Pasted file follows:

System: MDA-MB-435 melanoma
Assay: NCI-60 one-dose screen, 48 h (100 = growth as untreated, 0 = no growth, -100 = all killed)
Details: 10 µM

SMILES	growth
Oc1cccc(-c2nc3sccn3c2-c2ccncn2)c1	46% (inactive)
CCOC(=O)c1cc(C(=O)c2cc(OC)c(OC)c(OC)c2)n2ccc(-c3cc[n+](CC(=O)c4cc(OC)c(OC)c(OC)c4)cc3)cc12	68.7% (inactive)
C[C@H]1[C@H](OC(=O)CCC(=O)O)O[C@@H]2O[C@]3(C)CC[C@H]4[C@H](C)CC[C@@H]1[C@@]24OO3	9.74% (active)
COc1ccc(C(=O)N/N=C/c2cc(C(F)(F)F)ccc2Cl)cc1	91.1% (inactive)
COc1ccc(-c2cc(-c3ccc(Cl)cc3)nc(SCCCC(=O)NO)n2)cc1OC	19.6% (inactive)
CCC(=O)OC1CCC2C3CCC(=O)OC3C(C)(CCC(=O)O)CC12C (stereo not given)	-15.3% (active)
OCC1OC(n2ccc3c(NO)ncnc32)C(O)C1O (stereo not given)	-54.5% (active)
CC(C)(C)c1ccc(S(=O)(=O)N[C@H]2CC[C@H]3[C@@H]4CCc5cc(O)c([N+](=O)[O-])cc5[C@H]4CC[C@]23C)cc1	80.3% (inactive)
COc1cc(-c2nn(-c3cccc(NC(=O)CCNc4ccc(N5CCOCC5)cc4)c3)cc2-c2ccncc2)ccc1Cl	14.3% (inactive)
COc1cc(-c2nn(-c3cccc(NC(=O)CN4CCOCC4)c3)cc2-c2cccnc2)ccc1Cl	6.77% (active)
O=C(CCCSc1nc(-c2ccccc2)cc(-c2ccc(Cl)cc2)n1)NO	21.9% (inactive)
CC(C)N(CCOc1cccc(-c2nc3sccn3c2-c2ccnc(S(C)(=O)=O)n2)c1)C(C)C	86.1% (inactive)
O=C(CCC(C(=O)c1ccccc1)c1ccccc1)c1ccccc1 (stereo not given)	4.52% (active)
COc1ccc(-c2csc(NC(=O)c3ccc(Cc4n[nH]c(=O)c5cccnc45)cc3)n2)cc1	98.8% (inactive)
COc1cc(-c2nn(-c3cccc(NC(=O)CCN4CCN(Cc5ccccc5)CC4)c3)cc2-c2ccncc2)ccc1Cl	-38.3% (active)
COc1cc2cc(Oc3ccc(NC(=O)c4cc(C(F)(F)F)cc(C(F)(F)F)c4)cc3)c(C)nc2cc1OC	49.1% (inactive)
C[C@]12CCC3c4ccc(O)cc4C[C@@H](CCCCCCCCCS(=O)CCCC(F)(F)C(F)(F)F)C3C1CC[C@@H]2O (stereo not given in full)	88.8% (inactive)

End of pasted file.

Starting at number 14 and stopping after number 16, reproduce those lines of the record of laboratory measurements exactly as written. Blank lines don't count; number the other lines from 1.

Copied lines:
COc1cc(-c2nn(-c3cccc(NC(=O)CN4CCOCC4)c3)cc2-c2cccnc2)ccc1Cl	6.77% (active)
O=C(CCCSc1nc(-c2ccccc2)cc(-c2ccc(Cl)cc2)n1)NO	21.9% (inactive)
CC(C)N(CCOc1cccc(-c2nc3sccn3c2-c2ccnc(S(C)(=O)=O)n2)c1)C(C)C	86.1% (inactive)